The pro-life position is not actually pro-LIFE
Debate Rounds (3)
Advocating the legal protection of human embyos and fetuses, especially by favoring the outlawing of abortion on the ground that it is the taking of a human life.
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The pro-life agenda suggests that the way to save lives (at least the lives of the fetus) is to out-law abortion.
I disagree. To outlaw abortion would not only NOT decrease the numbers of abortions, it would put the mothers at risk AS WELL because women would be procuring illegal and largely unsafe abortions, resulting in the deaths of all of the fetuses AND some mothers as well.
There is an abortion ban in Nicaragua where doctors are put in a dilemma.
"Accurate statistics of the impact of the ban in terms of avoidable deaths are hard to come by. One doctor said that of 95 women who died last year as a result of medical complications with their pregnancies, 13 could have been saved if they had been able to have therapeutic abortions. "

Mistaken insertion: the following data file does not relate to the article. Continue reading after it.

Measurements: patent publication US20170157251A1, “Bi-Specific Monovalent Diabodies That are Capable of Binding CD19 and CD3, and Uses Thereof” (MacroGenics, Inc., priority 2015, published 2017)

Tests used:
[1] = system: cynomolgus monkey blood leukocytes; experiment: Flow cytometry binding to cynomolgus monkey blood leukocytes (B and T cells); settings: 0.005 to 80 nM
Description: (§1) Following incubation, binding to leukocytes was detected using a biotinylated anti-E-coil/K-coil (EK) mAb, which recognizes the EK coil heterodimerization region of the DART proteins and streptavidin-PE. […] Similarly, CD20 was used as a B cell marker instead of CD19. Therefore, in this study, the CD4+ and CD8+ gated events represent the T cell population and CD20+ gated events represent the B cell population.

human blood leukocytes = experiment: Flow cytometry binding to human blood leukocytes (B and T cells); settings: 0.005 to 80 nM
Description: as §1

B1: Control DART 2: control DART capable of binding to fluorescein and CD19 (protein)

"It is indeed clear that, despite the ban, there are still some abortions taking place. A 22-year-old woman told us what happened when she recently wanted an abortion."
"Amnesty argues in its report that the effects of the new law are most marked among women and girls living in poverty."
http://news.bbc.co.uk... And the report that the article is based off of done by Amnesty: http://www.amnesty.org...
In the article entitled: "Bans 'do not cut abortion rate'" is says:
"Most safe abortions are carried out using vacuum aspiration